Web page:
A post on PetaPixel caught my eye yesterday. It was about a project by Łukasz Oślizło called “reVision.” The reVision site allows you to upload before and after photos to show the editing done. It’s a really well done project, easy to use on both sides of the equation. The current limitation for reVision is that it does not provide an embed code. I figured there must be a Before & After WordPress plugin available. I was right.
I get asked all the time, “is that photo edited?” My answer is always, “of course.” I shoot in RAW, which is essentially giving me a “digital negative,” a truly unedited image file. Now, I know people take a good deal of pride in posting photos with the #unedited hashtag. I get it. They’re trying to define a certain form of reality. But if they are shooting in JPEG, which they almost certainly are if they are using a phone, then the images are simply being edited by an algorithm, not by them. The file is still interpreted.
The before and after above attempts to show what the RAW image looks like straight from my camera. Even this isn’t truly accurate. “Raw files are named so because they are not yet processed and therefore are not ready to be printed or edited with a graphics editor,” like Adobe Lightroom or Photoshop. Both Lightroom and Photoshop use a raw converter “to get the image into a wide-gamut internal colorspace where precise adjustments can be made before conversion” to a “digital positive” file format such as TIFF or JPEG. So the “before” above is the base RAW image converted into the wide-gamut colorspace. The amount of image data still available is amazing, really.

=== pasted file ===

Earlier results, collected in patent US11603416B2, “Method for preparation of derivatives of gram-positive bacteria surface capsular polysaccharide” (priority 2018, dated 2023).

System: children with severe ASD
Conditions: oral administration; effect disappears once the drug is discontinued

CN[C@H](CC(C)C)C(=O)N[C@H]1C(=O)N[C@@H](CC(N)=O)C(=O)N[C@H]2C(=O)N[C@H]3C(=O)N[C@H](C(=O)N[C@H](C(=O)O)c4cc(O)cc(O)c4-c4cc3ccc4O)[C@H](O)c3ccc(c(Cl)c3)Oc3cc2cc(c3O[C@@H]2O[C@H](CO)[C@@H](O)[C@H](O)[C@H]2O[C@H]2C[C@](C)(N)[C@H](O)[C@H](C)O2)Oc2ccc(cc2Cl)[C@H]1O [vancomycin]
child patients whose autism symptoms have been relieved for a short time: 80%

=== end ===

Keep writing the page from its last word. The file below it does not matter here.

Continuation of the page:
But as you can see, the unedited RAW before image does not come close to showing what your eyes would have seen at that moment. If I had been shooting in JPEG, the camera would have done the editing and thrown away the vast majority of the image information in the process. I prefer to do the editing myself, rather than let a camera’s algorithm do it for me.
So, you’re likely to never see the #unedited hashtag used relative to any of my images. I don’t believe that animal actually exists.
Update 1 REVISED: I now use the GutenBee Image Comparison block to display the before and after in this post. Since the switch to Gutenberg, several good options have appeared.
Update 2: A great post today by Patrick Beggan on DIYPhotography.net sheds more light on this topic. “Your sensor is a data collection tool. Just because Lightroom takes my camera’s RAW and runs it through its own color profiles and default settings doesn’t mean that is what my image is–the changes I make are not lies to make it look good. An unmodified JPG output from a raw isn’t the last word — it’s an average of what the camera recorded. My image is what I saw when I was there and more so what I felt when I was there. It is important to remember that seeing and that feeling and use the data your sensor collected to recreate it. This is the art of photography.”
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EXIF Data Below Applies Only To The Featured Photo In This Post